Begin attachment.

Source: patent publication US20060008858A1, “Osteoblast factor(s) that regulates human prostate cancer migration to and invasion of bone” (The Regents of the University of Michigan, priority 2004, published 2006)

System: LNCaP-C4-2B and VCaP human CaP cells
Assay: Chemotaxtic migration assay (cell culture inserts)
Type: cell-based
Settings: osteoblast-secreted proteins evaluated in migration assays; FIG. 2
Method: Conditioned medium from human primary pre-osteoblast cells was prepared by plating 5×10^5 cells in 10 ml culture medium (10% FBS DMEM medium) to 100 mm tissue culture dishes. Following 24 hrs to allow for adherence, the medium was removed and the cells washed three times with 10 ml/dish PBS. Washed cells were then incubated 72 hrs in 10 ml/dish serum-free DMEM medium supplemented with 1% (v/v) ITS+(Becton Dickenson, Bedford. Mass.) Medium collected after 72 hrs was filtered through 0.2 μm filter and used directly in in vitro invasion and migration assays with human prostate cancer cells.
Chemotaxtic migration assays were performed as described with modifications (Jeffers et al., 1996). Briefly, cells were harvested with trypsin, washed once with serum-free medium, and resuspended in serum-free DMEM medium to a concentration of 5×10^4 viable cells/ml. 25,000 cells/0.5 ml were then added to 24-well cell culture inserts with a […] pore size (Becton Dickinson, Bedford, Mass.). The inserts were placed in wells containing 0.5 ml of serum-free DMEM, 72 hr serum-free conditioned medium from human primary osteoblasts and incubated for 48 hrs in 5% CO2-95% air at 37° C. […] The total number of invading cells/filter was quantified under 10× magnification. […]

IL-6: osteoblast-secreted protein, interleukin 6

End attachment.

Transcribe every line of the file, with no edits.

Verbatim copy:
Source: patent publication US20060008858A1, “Osteoblast factor(s) that regulates human prostate cancer migration to and invasion of bone” (The Regents of the University of Michigan, priority 2004, published 2006)

System: LNCaP-C4-2B and VCaP human CaP cells
Assay: Chemotaxtic migration assay (cell culture inserts)
Type: cell-based
Settings: osteoblast-secreted proteins evaluated in migration assays; FIG. 2
Method: Conditioned medium from human primary pre-osteoblast cells was prepared by plating 5×10^5 cells in 10 ml culture medium (10% FBS DMEM medium) to 100 mm tissue culture dishes. Following 24 hrs to allow for adherence, the medium was removed and the cells washed three times with 10 ml/dish PBS. Washed cells were then incubated 72 hrs in 10 ml/dish serum-free DMEM medium supplemented with 1% (v/v) ITS+(Becton Dickenson, Bedford. Mass.) Medium collected after 72 hrs was filtered through 0.2 μm filter and used directly in in vitro invasion and migration assays with human prostate cancer cells.
Chemotaxtic migration assays were performed as described with modifications (Jeffers et al., 1996). Briefly, cells were harvested with trypsin, washed once with serum-free medium, and resuspended in serum-free DMEM medium to a concentration of 5×10^4 viable cells/ml. 25,000 cells/0.5 ml were then added to 24-well cell culture inserts with a […] pore size (Becton Dickinson, Bedford, Mass.). The inserts were placed in wells containing 0.5 ml of serum-free DMEM, 72 hr serum-free conditioned medium from human primary osteoblasts and incubated for 48 hrs in 5% CO2-95% air at 37° C. […] The total number of invading cells/filter was quantified under 10× magnification. […]

IL-6: osteoblast-secreted protein, interleukin 6